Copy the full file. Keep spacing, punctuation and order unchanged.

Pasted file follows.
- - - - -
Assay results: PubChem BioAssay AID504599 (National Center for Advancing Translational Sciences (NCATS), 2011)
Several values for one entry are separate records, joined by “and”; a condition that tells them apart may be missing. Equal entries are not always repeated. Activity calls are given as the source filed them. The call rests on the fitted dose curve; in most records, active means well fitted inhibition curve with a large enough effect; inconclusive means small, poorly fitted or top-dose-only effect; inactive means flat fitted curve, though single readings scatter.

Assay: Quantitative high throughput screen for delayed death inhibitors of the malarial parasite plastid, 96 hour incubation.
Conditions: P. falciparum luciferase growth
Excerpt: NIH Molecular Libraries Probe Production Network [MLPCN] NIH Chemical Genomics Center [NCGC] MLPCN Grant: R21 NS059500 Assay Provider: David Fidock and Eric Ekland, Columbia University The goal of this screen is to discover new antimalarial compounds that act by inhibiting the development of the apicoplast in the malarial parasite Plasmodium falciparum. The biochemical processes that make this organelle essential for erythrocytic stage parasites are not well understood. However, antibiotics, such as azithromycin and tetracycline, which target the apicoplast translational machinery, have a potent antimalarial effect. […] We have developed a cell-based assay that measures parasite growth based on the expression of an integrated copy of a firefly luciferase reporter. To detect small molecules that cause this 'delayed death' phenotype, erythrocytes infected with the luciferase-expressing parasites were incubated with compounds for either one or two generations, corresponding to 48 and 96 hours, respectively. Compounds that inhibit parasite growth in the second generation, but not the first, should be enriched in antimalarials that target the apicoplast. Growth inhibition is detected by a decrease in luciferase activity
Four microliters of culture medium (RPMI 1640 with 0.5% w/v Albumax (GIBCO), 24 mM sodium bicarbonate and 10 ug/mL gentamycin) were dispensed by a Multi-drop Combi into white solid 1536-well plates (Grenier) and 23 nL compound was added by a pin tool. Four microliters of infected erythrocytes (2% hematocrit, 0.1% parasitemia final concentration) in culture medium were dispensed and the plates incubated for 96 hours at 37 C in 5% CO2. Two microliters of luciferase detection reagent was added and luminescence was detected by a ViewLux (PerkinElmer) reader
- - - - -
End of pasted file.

Assay results: PubChem BioAssay AID504599 (National Center for Advancing Translational Sciences (NCATS), 2011)
Several values for one entry are separate records, joined by “and”; a condition that tells them apart may be missing. Equal entries are not always repeated. Activity calls are given as the source filed them. The call rests on the fitted dose curve; in most records, active means well fitted inhibition curve with a large enough effect; inconclusive means small, poorly fitted or top-dose-only effect; inactive means flat fitted curve, though single readings scatter.

Assay: Quantitative high throughput screen for delayed death inhibitors of the malarial parasite plastid, 96 hour incubation.
Conditions: P. falciparum luciferase growth
Excerpt: NIH Molecular Libraries Probe Production Network [MLPCN] NIH Chemical Genomics Center [NCGC] MLPCN Grant: R21 NS059500 Assay Provider: David Fidock and Eric Ekland, Columbia University The goal of this screen is to discover new antimalarial compounds that act by inhibiting the development of the apicoplast in the malarial parasite Plasmodium falciparum. The biochemical processes that make this organelle essential for erythrocytic stage parasites are not well understood. However, antibiotics, such as azithromycin and tetracycline, which target the apicoplast translational machinery, have a potent antimalarial effect. […] We have developed a cell-based assay that measures parasite growth based on the expression of an integrated copy of a firefly luciferase reporter. To detect small molecules that cause this 'delayed death' phenotype, erythrocytes infected with the luciferase-expressing parasites were incubated with compounds for either one or two generations, corresponding to 48 and 96 hours, respectively. Compounds that inhibit parasite growth in the second generation, but not the first, should be enriched in antimalarials that target the apicoplast. Growth inhibition is detected by a decrease in luciferase activity
Four microliters of culture medium (RPMI 1640 with 0.5% w/v Albumax (GIBCO), 24 mM sodium bicarbonate and 10 ug/mL gentamycin) were dispensed by a Multi-drop Combi into white solid 1536-well plates (Grenier) and 23 nL compound was added by a pin tool. Four microliters of infected erythrocytes (2% hematocrit, 0.1% parasitemia final concentration) in culture medium were dispensed and the plates incubated for 96 hours at 37 C in 5% CO2. Two microliters of luciferase detection reagent was added and luminescence was detected by a ViewLux (PerkinElmer) reader